Not just anger, then, but also the betrayal that kindles it, are the themes that connect these essays (and these books) together like a network of threads — or fuses. Our disloyalty to ourselves when stifling our anger, the treasonous rejection of other women, the falseness of a medical system that doesn’t heal, the double-dealing of a government that doesn’t keep its citizens safe from harm: all these things are catalysts for the countdown to anger’s expression and its effects. Anger becomes a beacon, a flare sent up to tell you when you need to be paying attention to your body, your psychic boundaries, and your very being. Lisa Marie Basile’s “My Body Is a Sickness Called Anger” argues that anger is a force for self-advocacy within a medical system that frequently doesn’t acknowledge women’s illness and downplays women’s physical pain. Of the propulsive power that catalyzes her self-support in navigating both disbelief and bureaucracy, she writes, “[M]y anger has become my savior.” In “No More Room for Fear,” Megan Stielstra, recounting the scene of an active shooter on the Northwestern University campus where she teaches, notes,
Twenty-five years I’d imagined this moment and every time I was panicked, shaking; now, instead, I was white-hot and clenched, my muscles seething. Psychologists have long written about anger as a secondary emotion to fear, but I could give a shit about theory. This was gut-level; my body, my bones. I should not be under a desk.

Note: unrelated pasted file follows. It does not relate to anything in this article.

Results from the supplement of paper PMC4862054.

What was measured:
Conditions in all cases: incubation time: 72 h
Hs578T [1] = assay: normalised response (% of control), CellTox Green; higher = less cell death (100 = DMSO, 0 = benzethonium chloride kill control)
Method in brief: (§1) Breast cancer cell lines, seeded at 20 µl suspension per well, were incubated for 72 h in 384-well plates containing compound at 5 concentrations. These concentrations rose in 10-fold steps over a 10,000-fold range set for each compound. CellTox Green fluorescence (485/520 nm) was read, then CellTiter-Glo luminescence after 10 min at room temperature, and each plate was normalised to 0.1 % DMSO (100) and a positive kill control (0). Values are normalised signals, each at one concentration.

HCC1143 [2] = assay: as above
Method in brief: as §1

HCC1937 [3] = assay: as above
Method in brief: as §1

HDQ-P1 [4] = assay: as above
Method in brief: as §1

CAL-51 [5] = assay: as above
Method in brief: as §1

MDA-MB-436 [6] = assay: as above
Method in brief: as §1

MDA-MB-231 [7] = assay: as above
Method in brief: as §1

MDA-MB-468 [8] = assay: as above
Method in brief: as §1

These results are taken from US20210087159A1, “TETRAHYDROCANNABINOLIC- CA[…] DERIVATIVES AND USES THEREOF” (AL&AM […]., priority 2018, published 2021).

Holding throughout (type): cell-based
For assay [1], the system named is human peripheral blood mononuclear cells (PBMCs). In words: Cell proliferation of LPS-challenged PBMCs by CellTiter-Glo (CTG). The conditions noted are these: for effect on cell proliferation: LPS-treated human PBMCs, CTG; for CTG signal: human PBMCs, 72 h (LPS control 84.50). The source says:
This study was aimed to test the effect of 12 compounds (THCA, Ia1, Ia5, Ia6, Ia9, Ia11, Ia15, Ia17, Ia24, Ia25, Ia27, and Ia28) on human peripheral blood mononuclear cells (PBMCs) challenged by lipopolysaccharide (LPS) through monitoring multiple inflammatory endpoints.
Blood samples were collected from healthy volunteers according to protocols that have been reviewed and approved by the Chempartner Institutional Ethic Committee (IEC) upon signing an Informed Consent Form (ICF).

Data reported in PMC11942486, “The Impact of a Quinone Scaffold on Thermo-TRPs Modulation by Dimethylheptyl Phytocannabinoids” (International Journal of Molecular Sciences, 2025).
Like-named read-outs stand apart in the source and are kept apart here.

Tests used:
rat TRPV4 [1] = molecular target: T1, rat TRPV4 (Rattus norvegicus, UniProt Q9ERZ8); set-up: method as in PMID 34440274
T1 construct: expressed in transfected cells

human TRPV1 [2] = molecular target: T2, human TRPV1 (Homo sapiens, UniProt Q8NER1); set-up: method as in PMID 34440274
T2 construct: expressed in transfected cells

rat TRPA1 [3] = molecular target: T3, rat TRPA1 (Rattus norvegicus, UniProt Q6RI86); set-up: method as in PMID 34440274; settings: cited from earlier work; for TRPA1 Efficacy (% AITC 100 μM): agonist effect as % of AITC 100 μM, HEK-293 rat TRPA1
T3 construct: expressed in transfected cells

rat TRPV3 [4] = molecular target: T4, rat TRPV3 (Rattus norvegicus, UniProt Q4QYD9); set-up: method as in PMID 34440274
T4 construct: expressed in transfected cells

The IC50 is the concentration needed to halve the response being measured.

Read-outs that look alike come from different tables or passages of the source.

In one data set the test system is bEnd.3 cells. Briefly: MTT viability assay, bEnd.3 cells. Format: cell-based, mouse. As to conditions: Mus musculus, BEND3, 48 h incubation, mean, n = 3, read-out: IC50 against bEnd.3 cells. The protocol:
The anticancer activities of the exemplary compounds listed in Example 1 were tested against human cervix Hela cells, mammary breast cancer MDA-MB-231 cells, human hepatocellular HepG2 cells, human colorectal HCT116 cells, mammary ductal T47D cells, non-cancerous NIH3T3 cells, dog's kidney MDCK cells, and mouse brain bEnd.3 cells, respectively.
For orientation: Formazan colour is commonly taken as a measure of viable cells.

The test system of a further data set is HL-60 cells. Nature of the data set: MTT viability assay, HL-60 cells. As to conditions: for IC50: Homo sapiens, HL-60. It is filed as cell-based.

All these mentioned above are excellent reasons to be furious, and letting off a little steam is healthy, unless, of course, it gets coded as natural for some people and abnormal for others. In the introduction to Rage Becomes Her, 392 pages of accessible scholarship on women’s anger, author Soraya Chemaly lists the impositions and restrictions that shape the expression of and reception to anger:
While we experience anger internally, it is mediated culturally and externally by other people’s expectations and social prohibitions. […] Relationships, culture, social status, exposure to discrimination, poverty, and access to power all factor into how we think about, experience, and utilize anger. […] [I]n some cultures anger is a way to vent frustration, but in others it is more for exerting authority. In the United States, anger in white men is often portrayed as justifiable and patriotic, but in black men, as criminality; and in black women, as threat. In the Western world, which this book focuses on, anger in women has been widely associated with “madness.”